Years ago, when you ordered your first book from amazon.com, who would have thought that you might be paying to watch movies on the site as well? Apparently, this option has already been available for Amazon Prime members who have over 120,000 movies and TV shows for rent or purchase at their fingertips via Amazon Instant Video.

EPIX movie deal with Amazon doubles movies for Prime membersNow however, Amazon has signed a contract with EPIX, an instant video streaming company whose studio partners include Paramount Pictures, Metro-Goldwyn-Mayer Pictures, and Lionsgate. This contract has now doubled the amount of streaming content available for Amazon Prime members to 25,000 movies and popular reality TV shows.

Most importantly, this content will bring in new movie releases like Iron Man 2, The Avengers, The Hunger Games, and other popular films.  All of which can currently be watched from your iPad, Xbox 360, PlayStation 3, Roku, and, of course, the soon to be released next generation Kindle Fire.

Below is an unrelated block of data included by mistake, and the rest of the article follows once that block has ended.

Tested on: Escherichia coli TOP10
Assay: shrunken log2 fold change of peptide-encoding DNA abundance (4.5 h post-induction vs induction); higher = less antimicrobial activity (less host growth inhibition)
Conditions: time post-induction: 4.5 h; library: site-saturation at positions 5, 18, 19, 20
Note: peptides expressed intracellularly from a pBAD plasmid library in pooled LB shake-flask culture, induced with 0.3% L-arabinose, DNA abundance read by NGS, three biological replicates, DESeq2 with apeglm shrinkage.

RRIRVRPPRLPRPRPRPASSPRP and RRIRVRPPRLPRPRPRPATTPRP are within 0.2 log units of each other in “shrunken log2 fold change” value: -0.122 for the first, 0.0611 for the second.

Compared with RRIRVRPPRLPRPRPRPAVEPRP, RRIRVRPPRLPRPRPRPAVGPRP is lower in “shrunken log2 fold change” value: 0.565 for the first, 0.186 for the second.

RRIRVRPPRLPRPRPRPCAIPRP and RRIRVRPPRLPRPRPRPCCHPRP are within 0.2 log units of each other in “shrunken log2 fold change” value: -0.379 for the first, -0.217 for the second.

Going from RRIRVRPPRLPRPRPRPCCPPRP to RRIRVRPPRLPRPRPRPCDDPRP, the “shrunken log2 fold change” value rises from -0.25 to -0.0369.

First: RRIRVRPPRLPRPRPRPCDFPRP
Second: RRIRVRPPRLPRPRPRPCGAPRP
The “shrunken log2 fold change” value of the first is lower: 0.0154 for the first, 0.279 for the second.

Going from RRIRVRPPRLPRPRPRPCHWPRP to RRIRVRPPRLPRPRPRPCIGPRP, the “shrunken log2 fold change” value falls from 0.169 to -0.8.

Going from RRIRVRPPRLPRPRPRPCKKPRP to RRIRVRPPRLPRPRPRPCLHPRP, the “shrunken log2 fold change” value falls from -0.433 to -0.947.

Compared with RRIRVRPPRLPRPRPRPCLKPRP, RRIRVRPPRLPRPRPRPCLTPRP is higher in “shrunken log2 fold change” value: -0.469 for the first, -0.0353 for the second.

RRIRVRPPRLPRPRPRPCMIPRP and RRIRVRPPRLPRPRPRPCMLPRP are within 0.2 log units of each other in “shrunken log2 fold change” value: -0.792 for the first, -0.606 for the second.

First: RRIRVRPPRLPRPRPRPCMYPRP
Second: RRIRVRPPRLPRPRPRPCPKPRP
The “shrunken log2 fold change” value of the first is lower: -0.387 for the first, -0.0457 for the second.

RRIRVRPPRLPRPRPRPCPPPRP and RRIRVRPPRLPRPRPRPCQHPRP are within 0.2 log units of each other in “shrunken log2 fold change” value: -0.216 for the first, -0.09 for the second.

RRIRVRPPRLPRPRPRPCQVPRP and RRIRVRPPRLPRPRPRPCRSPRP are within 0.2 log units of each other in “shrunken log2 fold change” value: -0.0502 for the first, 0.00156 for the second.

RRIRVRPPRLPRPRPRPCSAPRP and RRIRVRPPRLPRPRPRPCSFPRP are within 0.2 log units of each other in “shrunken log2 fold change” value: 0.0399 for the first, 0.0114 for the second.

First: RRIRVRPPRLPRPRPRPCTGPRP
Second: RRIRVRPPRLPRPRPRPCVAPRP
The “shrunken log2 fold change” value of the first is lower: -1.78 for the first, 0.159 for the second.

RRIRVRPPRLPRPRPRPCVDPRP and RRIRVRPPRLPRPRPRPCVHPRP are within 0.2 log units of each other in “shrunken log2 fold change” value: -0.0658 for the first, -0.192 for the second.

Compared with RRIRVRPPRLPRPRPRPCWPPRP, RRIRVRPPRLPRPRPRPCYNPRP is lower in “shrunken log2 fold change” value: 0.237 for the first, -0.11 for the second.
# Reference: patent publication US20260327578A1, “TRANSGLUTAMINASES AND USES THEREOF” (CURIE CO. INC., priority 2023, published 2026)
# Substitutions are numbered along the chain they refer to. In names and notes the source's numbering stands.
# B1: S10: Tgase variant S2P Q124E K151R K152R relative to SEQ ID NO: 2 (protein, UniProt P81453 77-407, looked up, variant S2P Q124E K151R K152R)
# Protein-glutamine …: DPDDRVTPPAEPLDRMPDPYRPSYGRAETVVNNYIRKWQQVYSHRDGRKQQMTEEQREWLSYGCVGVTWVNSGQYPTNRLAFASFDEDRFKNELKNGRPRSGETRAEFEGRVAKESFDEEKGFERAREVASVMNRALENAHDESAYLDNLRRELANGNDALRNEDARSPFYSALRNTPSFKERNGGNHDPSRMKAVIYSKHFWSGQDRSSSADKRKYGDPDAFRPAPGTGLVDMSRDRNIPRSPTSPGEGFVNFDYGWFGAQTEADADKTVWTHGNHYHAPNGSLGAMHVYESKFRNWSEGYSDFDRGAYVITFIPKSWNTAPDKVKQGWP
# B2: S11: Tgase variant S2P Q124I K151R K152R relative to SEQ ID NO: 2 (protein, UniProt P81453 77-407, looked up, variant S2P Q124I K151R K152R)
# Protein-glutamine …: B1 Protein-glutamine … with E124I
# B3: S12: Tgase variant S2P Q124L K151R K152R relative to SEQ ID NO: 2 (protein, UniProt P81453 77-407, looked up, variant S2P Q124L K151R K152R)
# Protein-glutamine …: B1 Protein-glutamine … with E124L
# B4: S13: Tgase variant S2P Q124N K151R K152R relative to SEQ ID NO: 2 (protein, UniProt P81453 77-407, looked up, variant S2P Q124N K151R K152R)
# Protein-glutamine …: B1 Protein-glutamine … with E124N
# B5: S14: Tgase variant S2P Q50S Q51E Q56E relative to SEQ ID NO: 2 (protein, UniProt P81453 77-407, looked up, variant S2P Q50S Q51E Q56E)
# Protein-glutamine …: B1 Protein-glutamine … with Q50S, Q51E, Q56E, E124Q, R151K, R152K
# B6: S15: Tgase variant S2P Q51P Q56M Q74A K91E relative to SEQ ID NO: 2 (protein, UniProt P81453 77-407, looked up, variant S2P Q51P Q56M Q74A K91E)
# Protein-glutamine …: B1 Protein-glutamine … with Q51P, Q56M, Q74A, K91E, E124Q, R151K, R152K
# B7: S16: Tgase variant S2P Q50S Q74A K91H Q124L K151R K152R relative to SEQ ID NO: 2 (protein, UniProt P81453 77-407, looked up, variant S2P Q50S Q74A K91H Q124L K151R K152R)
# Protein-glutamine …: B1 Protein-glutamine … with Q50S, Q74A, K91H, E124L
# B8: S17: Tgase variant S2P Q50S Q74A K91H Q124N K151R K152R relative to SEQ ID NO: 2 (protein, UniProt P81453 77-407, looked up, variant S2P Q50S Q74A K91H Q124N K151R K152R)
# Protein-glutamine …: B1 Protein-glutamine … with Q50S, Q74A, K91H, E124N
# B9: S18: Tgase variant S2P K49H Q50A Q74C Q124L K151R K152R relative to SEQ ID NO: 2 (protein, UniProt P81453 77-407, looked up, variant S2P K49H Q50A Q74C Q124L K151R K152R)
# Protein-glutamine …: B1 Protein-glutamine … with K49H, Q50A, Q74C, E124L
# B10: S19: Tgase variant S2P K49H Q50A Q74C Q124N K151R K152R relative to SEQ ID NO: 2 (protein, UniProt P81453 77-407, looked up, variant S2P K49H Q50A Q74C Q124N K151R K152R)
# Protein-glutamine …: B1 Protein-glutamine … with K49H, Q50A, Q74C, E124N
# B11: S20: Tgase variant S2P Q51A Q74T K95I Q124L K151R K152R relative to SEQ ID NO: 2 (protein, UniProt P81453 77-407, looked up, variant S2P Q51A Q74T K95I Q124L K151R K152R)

Additionally, those who don’t yet have an Amazon Prime membership can get one month of free access to this perk with the purchase of a Kindle Fire or by signing up online, which might be helpful to compare it against other popular video streaming sites.

What does this all mean for Netflix though?  Well, it’s obviously lost a foothold in the market. Netflix used to enjoy this same private contract with EPIX and is now paying $180 million just to have non-exclusive access to EPIX content at all.

Netflix left in the mailbox by Amazon.comAn even more disappointing factor in all of this for Netflix is that Amazon’s Prime membership is actually almost twenty dollars cheaper per year than one with Netflix and could arguably be seen to have even more value since Amazon customers already use the site for various other purchases.

Although Netflix’s share price dropped close to 10 percent as a repercussion of this deal, how much consumers’ entertainment preferences actually change is still yet to be determined, but, even despite good marketing and search engine optimization, this move could be one of many steps by Amazon to leave Netflix in the mailbox.

Photo Credit: Kodomut via Photo Pin CC

Photo Credit: Michael C. Rael via Photo Pin CC

Jamie Bates